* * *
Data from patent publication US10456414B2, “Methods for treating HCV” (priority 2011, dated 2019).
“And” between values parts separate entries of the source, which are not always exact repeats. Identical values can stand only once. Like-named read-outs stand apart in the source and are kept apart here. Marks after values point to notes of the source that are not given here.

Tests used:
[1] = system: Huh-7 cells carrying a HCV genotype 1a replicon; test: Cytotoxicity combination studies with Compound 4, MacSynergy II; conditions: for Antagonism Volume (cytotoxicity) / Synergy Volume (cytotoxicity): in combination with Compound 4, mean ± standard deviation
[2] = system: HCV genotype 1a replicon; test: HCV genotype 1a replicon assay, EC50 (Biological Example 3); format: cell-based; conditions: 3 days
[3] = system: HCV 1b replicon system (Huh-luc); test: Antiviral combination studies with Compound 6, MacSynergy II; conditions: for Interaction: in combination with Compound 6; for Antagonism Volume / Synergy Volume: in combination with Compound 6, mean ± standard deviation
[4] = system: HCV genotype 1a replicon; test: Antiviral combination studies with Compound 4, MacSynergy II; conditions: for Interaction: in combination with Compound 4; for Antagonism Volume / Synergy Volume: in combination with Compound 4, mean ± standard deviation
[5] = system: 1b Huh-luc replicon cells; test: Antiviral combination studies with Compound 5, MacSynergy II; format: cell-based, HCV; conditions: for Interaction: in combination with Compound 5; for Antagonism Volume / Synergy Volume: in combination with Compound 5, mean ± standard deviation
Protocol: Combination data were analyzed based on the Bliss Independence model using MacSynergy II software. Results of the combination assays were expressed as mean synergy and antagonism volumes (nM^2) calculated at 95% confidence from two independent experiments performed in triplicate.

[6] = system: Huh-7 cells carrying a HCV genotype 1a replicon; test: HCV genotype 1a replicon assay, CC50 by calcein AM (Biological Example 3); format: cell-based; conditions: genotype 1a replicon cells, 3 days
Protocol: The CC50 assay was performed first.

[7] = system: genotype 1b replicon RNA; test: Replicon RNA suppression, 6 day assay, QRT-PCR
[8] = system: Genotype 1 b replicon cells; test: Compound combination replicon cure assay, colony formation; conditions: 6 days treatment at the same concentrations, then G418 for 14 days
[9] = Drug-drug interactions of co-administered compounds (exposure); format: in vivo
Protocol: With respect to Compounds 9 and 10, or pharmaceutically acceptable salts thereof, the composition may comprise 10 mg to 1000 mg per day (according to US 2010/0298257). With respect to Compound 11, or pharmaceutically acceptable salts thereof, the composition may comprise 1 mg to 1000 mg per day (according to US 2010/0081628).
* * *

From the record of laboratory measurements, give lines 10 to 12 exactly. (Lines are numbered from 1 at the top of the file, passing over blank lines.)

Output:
[6] = system: Huh-7 cells carrying a HCV genotype 1a replicon; test: HCV genotype 1a replicon assay, CC50 by calcein AM (Biological Example 3); format: cell-based; conditions: genotype 1a replicon cells, 3 days
Protocol: The CC50 assay was performed first.

[7] = system: genotype 1b replicon RNA; test: Replicon RNA suppression, 6 day assay, QRT-PCR